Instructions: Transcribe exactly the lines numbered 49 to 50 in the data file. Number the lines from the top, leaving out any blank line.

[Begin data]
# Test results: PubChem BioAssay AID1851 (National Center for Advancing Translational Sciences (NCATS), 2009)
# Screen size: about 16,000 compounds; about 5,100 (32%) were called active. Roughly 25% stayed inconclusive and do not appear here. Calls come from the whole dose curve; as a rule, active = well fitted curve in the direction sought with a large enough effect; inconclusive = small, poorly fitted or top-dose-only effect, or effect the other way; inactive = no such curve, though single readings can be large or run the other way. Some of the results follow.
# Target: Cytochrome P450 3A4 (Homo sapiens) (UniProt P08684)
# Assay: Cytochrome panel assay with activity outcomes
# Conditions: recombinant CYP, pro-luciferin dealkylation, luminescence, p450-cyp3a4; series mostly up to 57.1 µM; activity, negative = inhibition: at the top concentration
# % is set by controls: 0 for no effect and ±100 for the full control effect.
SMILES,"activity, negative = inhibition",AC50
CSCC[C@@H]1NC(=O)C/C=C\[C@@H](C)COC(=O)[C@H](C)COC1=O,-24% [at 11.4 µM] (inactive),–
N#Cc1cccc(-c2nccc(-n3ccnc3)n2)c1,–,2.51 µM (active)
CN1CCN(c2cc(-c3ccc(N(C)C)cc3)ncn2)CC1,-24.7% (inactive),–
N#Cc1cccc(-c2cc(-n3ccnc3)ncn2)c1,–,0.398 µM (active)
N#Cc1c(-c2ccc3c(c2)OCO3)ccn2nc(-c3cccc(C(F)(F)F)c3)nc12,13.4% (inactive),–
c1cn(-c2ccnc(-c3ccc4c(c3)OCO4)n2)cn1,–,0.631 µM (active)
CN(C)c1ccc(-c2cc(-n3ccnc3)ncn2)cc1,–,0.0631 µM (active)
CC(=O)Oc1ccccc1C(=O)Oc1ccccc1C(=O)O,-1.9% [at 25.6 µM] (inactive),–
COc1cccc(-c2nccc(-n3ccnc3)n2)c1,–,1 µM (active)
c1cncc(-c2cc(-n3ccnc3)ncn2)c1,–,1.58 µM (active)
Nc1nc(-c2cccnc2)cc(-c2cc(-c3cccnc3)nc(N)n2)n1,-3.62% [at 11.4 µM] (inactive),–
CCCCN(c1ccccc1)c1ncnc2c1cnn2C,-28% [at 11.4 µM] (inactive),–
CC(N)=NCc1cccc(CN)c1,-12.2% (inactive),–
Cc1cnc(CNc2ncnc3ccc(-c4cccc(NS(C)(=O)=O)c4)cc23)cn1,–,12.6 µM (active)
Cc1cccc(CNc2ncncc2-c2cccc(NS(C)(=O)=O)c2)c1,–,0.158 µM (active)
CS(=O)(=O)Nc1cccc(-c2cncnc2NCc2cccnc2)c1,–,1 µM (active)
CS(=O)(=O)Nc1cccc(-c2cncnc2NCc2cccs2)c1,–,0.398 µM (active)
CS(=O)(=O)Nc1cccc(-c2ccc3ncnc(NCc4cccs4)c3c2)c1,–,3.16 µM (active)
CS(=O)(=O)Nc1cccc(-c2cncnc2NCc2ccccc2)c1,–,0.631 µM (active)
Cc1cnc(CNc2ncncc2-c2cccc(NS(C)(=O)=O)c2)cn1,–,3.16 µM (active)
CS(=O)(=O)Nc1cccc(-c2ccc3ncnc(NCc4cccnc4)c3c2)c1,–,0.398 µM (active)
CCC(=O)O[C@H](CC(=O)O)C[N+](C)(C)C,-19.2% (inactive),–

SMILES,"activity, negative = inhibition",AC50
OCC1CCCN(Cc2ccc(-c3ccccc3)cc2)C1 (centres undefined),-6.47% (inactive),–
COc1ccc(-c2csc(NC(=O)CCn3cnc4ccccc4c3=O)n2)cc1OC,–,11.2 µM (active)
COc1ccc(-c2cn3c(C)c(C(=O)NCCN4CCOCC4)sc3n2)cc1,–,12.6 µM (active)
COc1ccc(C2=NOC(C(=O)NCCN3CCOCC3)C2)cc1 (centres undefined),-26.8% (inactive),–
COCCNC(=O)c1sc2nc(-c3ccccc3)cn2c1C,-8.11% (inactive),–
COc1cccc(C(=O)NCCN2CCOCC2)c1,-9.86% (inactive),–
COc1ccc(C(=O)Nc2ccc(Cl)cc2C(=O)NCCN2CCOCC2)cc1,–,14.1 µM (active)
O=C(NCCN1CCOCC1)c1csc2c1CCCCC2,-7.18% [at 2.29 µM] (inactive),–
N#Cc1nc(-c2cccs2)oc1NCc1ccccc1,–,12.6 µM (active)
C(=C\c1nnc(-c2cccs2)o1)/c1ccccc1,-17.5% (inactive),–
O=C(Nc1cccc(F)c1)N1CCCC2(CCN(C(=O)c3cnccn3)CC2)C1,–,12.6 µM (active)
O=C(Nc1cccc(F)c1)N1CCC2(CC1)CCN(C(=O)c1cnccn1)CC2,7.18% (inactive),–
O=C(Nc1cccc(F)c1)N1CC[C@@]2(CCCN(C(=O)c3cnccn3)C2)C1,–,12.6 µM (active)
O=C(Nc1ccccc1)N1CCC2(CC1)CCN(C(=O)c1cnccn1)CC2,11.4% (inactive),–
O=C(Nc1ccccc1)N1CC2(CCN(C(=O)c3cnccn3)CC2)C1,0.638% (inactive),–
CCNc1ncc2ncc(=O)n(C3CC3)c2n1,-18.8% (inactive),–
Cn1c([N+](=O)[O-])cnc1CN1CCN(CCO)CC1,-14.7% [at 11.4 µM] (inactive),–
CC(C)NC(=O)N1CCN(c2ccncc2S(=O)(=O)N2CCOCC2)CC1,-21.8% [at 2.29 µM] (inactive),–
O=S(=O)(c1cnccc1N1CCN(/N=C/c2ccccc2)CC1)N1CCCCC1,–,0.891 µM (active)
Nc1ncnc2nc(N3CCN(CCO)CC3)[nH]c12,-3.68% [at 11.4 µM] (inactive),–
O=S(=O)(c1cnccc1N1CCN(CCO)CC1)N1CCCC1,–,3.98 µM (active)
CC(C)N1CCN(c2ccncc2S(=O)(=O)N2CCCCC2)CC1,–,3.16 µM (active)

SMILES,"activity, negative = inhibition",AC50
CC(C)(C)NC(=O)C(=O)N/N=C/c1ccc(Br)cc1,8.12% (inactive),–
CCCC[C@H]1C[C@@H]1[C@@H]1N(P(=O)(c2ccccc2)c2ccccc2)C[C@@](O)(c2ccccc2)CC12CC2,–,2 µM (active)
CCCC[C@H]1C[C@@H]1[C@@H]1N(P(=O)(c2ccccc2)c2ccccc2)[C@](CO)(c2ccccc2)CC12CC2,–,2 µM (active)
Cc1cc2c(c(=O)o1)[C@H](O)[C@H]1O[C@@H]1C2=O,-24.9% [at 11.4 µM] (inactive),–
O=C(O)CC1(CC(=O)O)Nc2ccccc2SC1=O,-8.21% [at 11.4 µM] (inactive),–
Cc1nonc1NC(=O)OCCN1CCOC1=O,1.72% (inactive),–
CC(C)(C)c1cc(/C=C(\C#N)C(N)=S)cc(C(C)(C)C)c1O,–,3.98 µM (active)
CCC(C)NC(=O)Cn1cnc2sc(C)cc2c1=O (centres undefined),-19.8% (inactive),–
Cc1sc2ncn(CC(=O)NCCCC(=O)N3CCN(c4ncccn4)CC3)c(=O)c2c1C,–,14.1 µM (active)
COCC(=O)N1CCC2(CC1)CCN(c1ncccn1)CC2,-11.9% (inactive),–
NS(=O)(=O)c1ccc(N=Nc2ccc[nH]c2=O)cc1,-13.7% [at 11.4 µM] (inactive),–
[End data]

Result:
O=S(=O)(c1cnccc1N1CCN(/N=C/c2ccccc2)CC1)N1CCCCC1,–,0.891 µM (active)
Nc1ncnc2nc(N3CCN(CCO)CC3)[nH]c12,-3.68% [at 11.4 µM] (inactive),–